Britain, she said, is a country "that's always reminding us of how long it's been a proud tradition of giving sanctuary." Yet, she said, women are constantly being let down by the U.K. government and forced to live in a cycle of violence and poverty on British soil.

Of the 106 women surveyed, 78 percent said they had fled "gender-based violence" in their country of origin, including physical abuse and sexual assault. A third said they had been raped by state authorities.

'I had no choice'

In the case of Evelyn, a woman who told the organization she been left destitute in Britain for six years after being trafficked from West Africa to the U.K., the dream of finding refuge in Britain quickly turned into a nightmare.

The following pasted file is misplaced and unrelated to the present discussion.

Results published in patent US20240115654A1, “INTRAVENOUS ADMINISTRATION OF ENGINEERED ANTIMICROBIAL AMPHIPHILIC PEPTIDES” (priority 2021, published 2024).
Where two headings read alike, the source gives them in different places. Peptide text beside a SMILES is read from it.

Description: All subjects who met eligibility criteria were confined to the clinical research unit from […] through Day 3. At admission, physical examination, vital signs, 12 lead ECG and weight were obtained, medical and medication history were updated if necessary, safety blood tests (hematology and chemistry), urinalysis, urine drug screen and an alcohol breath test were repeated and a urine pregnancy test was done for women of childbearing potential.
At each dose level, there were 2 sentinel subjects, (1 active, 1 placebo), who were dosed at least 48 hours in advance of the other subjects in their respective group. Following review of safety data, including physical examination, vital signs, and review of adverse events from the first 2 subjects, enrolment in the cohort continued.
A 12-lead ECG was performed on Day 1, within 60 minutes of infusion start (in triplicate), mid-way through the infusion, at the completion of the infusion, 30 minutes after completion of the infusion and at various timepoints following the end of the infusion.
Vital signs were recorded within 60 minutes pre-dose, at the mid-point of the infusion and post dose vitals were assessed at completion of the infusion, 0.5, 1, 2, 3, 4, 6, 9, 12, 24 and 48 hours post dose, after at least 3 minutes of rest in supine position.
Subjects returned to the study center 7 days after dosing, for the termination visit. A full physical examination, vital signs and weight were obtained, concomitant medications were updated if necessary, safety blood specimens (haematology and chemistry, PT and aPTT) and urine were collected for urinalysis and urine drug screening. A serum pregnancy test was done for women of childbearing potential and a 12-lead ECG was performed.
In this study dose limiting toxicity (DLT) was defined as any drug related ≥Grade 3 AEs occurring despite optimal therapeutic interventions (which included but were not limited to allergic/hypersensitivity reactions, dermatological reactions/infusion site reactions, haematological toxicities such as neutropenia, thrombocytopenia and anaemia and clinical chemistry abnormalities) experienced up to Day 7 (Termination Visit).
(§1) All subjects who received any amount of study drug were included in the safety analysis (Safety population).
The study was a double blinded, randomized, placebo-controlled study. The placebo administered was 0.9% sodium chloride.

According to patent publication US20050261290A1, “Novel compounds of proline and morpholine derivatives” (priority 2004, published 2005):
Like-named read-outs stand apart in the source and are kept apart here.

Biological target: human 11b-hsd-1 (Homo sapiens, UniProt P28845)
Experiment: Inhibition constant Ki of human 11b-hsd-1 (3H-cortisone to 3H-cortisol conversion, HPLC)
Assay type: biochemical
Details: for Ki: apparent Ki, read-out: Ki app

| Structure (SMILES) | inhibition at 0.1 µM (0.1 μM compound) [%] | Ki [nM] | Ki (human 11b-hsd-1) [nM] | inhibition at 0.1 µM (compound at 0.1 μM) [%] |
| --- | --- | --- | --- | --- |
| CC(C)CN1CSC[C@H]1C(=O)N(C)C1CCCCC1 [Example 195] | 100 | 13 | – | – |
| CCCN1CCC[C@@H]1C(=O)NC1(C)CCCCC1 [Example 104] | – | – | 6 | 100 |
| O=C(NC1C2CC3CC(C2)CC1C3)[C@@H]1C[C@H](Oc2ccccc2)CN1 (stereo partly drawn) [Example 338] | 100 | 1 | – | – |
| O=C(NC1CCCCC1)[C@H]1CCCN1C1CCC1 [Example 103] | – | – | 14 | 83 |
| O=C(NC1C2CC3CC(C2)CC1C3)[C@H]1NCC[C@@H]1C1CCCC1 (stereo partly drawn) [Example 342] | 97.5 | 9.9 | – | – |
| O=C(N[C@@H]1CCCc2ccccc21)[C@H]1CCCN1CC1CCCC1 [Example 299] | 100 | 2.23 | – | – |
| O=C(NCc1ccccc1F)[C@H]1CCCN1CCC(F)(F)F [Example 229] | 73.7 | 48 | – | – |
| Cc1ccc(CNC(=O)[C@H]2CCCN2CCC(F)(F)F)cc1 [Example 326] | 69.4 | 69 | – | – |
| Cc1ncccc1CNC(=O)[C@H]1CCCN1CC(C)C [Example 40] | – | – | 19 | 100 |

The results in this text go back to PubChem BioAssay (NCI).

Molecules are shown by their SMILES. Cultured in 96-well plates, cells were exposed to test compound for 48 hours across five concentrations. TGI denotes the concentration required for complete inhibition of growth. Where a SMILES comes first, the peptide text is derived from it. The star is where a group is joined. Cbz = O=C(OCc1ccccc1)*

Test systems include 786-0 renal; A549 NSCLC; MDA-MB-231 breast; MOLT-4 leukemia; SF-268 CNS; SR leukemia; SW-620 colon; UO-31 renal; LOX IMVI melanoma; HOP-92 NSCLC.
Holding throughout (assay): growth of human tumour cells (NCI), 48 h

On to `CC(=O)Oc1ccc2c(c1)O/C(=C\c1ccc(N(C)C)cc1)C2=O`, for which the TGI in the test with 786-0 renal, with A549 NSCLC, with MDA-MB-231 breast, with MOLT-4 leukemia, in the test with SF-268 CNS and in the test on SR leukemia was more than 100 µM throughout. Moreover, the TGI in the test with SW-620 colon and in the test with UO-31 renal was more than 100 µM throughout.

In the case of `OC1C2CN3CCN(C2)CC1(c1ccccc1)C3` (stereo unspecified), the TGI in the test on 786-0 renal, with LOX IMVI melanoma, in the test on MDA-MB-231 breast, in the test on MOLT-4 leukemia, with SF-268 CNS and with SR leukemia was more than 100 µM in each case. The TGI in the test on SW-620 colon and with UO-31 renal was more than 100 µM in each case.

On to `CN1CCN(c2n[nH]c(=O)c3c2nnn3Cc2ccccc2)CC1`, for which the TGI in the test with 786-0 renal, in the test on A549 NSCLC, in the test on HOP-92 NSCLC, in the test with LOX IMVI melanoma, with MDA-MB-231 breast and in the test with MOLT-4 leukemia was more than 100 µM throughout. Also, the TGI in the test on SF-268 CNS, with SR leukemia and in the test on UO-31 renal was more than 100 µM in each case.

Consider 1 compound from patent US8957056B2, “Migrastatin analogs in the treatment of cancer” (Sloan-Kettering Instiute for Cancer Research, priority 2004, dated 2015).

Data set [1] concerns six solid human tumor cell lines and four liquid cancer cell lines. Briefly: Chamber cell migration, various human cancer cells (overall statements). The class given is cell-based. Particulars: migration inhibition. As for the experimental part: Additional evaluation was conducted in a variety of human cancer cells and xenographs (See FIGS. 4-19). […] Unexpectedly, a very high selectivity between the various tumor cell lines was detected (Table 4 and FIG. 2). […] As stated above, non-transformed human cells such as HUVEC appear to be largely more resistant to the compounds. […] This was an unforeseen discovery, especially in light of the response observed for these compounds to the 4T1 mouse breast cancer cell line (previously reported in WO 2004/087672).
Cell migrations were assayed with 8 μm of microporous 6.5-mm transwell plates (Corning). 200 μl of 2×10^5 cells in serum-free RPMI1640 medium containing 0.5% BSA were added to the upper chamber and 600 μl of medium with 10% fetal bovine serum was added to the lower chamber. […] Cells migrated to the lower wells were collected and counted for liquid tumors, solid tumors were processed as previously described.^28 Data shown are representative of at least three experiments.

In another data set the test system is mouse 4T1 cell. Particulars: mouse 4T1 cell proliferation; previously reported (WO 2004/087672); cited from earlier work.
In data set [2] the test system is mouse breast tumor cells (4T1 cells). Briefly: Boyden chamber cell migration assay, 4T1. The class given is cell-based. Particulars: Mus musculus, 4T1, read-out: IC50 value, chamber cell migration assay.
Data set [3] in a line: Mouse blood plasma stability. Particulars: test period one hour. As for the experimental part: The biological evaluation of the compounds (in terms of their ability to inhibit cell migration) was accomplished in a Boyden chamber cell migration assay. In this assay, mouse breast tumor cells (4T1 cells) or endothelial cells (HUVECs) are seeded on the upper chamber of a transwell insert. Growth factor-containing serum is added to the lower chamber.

"I was trafficked to the U.K. by a man who kept me locked up and raped me," she told the organization. "When I managed to get away I claimed asylum, but the Home Office didn't believe what had happened to me."

"I had no accommodation or support for six years. It was so hard for me," Evelyn, whose last name has been withheld, told Women for Refugee Women.

Struggling to make ends meet, Evelyn told the organization that she had met a man who said he could stay with her. But, she said, "he forced me to have sex with him and abused me in other ways."

"I didn't want to be with him, but I had no choice," she said.

Eventually, Evelyn said, she became pregnant. "It was a difficult pregnancy and getting medical help was nearly impossible because I had no money to get anywhere. I felt so alone and scared of how I would look after my baby, when I had nothing at all," she described.